Tough credits this core idea of “character, not cognition” to James Heckman, winner of the 2000 Nobel Prize in Economics. In reanalyzing data from the famous Perry Preschool Project of the 1960s, which provided high-quality preschool education to children living in poverty and then tracked them through adulthood, Heckman found that the factors that best explained the improved life outcomes of the Perry Preschool students were not related to IQ but rather to “noncognitive” factors like curiosity, self-control, and social fluidity. Tough notes that many of the scholars he spoke with while researching this book could be linked to Heckman either directly or indirectly. These scholars include Walter Mischel, who has shown that delay of gratification in preschool is a good predictor of life outcomes,1,2 and Angela Duckworth, who has demonstrated the importance of “grit” and conscientiousness in achievement.3, 4
Tough’s tenacity as a journalist is evidenced by the number of scientists he interviewed or learned about in his research for the book. The list reads as a “Who’s Who” of developmental and social psychologists, economists, and education researchers. But I found the list short on cognitive scientists, whom I believe would have brought greater clarity to the discussion of the relationships between cognitive abilities and scholastic achievement.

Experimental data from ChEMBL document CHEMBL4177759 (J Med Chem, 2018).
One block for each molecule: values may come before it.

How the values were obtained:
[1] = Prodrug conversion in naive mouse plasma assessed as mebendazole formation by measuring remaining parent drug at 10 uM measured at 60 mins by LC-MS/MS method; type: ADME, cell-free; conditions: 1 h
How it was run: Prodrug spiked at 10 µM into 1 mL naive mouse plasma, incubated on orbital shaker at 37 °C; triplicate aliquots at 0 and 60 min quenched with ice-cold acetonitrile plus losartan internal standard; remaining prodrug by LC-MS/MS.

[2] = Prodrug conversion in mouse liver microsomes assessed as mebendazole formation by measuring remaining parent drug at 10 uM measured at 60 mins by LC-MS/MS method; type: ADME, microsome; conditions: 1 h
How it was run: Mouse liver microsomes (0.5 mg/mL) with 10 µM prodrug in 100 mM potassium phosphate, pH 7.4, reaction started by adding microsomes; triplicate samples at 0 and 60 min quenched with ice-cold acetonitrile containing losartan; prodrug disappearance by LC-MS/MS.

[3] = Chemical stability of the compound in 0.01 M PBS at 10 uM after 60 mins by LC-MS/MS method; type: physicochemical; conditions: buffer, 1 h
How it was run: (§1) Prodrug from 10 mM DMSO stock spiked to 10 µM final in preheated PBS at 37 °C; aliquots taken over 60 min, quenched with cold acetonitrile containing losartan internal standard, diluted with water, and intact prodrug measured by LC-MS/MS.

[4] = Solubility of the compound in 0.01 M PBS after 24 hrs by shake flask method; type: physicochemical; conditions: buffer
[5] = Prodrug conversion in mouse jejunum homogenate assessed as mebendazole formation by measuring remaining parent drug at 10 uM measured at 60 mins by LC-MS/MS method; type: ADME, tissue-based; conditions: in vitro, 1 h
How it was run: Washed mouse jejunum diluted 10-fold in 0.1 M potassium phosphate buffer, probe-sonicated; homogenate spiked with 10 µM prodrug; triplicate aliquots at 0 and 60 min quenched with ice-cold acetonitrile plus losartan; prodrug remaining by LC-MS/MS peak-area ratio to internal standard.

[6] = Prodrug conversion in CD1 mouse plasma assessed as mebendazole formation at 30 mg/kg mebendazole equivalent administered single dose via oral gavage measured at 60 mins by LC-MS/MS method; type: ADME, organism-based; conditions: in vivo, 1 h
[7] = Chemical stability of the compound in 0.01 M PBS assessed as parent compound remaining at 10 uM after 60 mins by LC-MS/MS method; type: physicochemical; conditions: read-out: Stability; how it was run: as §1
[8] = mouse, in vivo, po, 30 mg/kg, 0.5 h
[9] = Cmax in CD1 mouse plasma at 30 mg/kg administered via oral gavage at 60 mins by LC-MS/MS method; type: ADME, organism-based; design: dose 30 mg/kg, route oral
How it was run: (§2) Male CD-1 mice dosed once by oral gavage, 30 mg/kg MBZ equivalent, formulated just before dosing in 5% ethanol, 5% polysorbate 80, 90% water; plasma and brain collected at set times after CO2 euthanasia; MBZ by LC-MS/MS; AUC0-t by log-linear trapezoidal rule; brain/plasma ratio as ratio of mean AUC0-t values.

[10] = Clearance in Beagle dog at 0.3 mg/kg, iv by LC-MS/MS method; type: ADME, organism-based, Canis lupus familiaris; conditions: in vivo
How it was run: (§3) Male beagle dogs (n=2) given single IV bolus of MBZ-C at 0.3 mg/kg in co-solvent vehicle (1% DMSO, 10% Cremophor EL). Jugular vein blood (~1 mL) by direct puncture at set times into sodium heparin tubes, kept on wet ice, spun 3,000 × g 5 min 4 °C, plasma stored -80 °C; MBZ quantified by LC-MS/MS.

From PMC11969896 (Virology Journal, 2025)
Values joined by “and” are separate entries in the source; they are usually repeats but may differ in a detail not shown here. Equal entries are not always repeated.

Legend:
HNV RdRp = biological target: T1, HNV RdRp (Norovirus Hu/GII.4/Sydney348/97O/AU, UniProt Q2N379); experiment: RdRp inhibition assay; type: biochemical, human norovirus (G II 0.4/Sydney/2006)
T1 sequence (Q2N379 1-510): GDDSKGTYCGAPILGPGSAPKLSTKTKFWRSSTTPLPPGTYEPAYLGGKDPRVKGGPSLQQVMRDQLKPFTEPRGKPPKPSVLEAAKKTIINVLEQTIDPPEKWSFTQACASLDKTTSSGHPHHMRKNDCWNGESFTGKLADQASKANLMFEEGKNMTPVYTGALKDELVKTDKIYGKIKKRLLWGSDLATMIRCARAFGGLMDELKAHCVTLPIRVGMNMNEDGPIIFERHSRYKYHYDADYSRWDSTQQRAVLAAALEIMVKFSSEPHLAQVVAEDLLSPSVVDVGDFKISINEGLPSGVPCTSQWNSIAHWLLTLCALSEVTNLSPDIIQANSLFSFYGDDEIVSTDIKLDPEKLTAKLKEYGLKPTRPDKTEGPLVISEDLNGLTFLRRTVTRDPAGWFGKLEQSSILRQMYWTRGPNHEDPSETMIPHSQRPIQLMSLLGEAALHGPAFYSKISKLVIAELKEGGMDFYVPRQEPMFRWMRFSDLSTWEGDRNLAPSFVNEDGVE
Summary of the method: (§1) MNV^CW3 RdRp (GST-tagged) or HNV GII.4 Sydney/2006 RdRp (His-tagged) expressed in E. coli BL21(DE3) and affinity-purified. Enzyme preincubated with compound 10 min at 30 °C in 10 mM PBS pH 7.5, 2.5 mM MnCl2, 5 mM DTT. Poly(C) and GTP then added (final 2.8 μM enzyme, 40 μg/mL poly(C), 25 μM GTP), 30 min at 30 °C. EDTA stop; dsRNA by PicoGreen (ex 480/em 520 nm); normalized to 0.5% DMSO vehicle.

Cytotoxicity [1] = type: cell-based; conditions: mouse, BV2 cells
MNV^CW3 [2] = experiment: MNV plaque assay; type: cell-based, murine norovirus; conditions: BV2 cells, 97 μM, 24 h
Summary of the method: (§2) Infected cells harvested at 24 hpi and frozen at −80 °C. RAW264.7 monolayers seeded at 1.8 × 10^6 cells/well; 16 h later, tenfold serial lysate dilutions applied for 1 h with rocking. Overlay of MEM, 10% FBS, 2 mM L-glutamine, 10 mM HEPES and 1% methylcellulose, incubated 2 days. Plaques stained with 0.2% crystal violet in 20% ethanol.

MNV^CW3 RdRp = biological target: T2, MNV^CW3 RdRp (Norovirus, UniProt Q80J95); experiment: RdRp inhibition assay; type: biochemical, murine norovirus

Numerous studies have shown that academic achievement depends on good self-control—a general concept that encompasses laymen’s terms like “willpower,” “character,” and “grit,” as well as technical terms like “executive functions,” “cognitive control processes,” or “emotion regulatory strategies.” Tough eventually hits on this central concept of self-control and uses it to weave together the different strands of research that he reviewed. Self-control makes it possible to sit still, listen quietly, keep relevant rules and goals in mind, work through feelings rather than erupting in anger, and consider long-term consequences before acting. As such, it makes good sense that research points to self-control as essential for scholastic achievement and good life outcomes.5
Self-control can be thought of as a character trait, but it is perhaps more productive to think of it as a set of neurocognitive processes that enable goal-directed thought and behavior. These processes are all instantiated in distributed brain networks that involve prefrontal cortex, and they are all governed by the same general principles of development and neural plasticity. Considered in this way, it seems unlikely that a child’s “character” can change with hard work but that his or her “cognitive abilities” are relatively fixed. A more plausible account is that, with hard work and access to promising interventions, a disadvantaged child can strengthen the neurocognitive skills that enable her to excel in school and in life.6,7
Quibbles aside, Tough makes a powerful argument for giving children opportunities to rise out of poverty. How Children Succeed is likely to bring solace and inspiration to educators—especially those who have lost hope that they can make a difference.